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Inside Iowa State, a newspaper for faculty and staff, is published by the Office of University Relations.

May 20, 2005

ISU is a destination for many this summer

by Samantha Beres and Anne Krapfl

Each summer, Iowa State is a different place. The buildings are the same, but the sidewalks are a little less crowded at the top of the hour and our masses of college students are replaced by swarms of visitors, ranging in age from 8 to 70.

They come for camps, conferences, games and more. They come to have fun while learning. Below are just some of the events that will make campus a busy place this summer.

Iowa Special Olympics

For more than 20 years, Iowa State has hosted the summer games of the Iowa Special Olympics. About 3,200 athletes will compete in this annual event, run with the help of at least 1,000 area volunteers. Another 7,500 coaches and family members will attend.

The games (May 19-21) include 10 sport venues held in and around the Lied Center, Forker, the Iowa State Center and Beyer Hall. Most athletes will stay at Maple-Willow-Larch residence complex. An opening ceremony at Hilton starts at 7:30 p.m. Thursday, May 19. Parking lots near Lied and Forker will have limited access for ISU employees (reserved and handicap permits will be honored). Beach Road will be closed to through traffic Thursday and Friday.

International conference on quasicrystals

Researchers from around the world will gather in Ames May 22-26 for the ninth International Conference on Quasicrystals. This is only the second time a U.S. city has hosted the conference. Most conference activities will take place in the Scheman building, with an expected 150 attendees from 22 countries. Conference co-chairs are Cynthia Jenks and Dan Sordelet, materials scientists at Ames Lab, and Patricia Thiel, Distinguished Professor of chemistry.

ISU freshman orientation

About 3,800 incoming freshmen and transfer students, some with parents, will visit campus in 2-day increments June 1-28 for freshman orientation. Martin Hall, in the Union Drive neighborhood, is where guests who opt to stay on campus will be housed. Students will register for fall classes, take any necessary placement tests, meet their advisers, get ID cards and e-mail accounts, take tours and generally start to get acclimated to university life.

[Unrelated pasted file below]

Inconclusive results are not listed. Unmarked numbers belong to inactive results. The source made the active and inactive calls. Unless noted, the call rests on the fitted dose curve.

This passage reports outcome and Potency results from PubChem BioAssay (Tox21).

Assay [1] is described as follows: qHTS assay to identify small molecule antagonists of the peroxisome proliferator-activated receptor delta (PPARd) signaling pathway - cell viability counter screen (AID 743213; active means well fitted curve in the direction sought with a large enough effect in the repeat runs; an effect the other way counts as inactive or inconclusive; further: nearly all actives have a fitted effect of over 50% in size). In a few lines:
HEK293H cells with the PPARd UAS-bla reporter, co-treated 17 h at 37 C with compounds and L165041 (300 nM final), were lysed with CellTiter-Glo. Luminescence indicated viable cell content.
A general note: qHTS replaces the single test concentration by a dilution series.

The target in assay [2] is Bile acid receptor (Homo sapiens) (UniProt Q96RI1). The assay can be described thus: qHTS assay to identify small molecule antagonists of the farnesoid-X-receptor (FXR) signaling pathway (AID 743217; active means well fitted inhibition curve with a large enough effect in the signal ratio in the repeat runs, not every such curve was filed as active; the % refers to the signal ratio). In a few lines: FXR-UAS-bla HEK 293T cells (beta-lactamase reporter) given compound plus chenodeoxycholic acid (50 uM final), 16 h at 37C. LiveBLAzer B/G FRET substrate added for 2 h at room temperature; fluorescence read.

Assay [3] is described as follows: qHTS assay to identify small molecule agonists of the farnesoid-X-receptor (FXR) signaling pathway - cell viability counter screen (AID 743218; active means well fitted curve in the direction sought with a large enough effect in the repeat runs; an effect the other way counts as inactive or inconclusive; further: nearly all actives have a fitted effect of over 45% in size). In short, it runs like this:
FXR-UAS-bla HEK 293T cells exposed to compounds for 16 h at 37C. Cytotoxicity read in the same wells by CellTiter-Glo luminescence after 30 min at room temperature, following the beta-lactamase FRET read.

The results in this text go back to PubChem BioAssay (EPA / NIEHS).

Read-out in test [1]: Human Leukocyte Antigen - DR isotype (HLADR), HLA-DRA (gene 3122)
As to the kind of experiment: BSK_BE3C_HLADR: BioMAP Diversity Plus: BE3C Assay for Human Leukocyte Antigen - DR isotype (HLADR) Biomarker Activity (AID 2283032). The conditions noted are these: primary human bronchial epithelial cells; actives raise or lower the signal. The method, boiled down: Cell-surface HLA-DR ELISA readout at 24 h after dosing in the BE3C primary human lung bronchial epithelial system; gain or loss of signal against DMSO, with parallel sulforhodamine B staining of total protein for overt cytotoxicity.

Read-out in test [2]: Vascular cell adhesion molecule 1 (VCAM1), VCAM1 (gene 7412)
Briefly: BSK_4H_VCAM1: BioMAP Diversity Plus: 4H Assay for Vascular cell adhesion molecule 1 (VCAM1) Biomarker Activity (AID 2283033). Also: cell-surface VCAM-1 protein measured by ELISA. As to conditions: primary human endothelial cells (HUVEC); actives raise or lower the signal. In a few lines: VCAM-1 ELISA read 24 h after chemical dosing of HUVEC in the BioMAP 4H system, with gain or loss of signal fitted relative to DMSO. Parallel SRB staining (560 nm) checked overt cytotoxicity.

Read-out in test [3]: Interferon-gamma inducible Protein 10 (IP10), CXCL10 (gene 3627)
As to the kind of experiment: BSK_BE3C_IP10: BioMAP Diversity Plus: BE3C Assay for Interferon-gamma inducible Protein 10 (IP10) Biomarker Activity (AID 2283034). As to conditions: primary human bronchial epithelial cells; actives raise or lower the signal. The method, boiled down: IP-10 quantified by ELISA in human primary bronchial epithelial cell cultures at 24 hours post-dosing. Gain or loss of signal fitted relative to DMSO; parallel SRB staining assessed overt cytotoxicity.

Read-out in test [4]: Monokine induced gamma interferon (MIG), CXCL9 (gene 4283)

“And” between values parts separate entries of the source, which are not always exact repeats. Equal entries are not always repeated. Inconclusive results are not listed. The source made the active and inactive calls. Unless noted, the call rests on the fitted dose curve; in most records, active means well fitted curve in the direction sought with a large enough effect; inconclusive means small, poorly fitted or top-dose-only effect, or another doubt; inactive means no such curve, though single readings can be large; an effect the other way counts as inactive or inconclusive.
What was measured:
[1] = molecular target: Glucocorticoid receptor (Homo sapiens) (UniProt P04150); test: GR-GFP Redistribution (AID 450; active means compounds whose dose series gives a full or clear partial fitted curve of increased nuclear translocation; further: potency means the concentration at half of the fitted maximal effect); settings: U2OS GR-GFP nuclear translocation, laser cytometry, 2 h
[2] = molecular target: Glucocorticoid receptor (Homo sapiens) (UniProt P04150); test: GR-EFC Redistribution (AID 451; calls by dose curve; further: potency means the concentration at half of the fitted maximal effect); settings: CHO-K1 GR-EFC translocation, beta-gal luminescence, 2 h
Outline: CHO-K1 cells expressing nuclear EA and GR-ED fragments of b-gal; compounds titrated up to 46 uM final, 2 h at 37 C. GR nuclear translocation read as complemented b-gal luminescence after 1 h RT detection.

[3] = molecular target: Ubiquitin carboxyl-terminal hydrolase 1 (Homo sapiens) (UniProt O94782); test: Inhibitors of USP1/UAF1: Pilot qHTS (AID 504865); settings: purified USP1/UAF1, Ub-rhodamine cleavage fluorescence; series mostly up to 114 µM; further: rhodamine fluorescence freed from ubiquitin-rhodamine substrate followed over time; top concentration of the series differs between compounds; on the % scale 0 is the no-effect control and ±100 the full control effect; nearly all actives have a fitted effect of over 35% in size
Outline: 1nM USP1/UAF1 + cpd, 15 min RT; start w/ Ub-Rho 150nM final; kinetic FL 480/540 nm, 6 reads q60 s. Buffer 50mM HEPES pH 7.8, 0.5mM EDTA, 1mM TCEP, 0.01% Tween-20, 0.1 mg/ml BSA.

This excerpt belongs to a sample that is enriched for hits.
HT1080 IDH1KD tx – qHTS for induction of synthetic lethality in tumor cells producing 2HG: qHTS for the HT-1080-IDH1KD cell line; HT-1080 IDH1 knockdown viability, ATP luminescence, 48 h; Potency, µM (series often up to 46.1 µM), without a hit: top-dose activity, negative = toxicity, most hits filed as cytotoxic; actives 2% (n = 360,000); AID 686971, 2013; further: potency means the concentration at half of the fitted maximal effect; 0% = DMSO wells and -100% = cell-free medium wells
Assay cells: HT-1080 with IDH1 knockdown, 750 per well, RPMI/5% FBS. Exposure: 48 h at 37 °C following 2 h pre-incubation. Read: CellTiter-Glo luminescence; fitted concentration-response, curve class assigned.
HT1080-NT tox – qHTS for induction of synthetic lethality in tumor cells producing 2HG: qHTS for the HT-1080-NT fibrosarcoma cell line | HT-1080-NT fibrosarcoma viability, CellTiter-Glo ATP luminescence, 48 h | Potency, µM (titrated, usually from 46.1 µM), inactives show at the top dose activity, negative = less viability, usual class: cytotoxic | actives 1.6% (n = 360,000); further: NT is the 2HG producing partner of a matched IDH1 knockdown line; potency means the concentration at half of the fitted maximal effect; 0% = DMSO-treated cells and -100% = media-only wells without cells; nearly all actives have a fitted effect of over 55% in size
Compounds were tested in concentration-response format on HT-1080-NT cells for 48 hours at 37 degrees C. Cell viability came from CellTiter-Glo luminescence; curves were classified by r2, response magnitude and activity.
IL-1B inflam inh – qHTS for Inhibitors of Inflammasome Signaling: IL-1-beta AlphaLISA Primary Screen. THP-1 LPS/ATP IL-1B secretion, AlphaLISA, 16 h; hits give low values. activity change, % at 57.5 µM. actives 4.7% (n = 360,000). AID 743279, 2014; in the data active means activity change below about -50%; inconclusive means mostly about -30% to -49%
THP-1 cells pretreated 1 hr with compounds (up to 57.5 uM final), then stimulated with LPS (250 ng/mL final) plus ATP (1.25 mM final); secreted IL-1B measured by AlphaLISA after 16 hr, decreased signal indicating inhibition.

United Methodists

Six hundred men and women will attend the annual Iowa United Methodists conference June 9-12. They will meet by day at the Iowa State Center and live at the Maple-Willow-Larch residence complex.

Girls State

For the third year, Iowa State is the site for the American Legion Auxiliary's Iowa Girls State (June 19-24), a government conference of 350 girls, plus staff. The girls will be high school seniors this fall. They will live at Willow Hall and use meeting facilities at the Iowa State Center.

USA Wrestling World Team Trials

Hilton Coliseum is the site for this qualifying tournament for the world championships for American wrestlers June 18-19. Five to 10 former or current Cyclones will compete and, in all, there will be about 200 athletes, 50 of whom are women. Up to 5,000 spectators are expected each day. For more information on the tournament, including ticket prices, go to

4-H Youth Leadership Conference

About 1,000 14-to 18-year-olds from around the state will visit Iowa State June 28-30 for this annual leadership development conference that is planned by a 4-H student team. They'll stay in the Richardson Court residence halls. The conference includes large-group events at Stephens Auditorium, topical seminars and a morning of community service at various locations in the Ames area.

Cyclone sports camps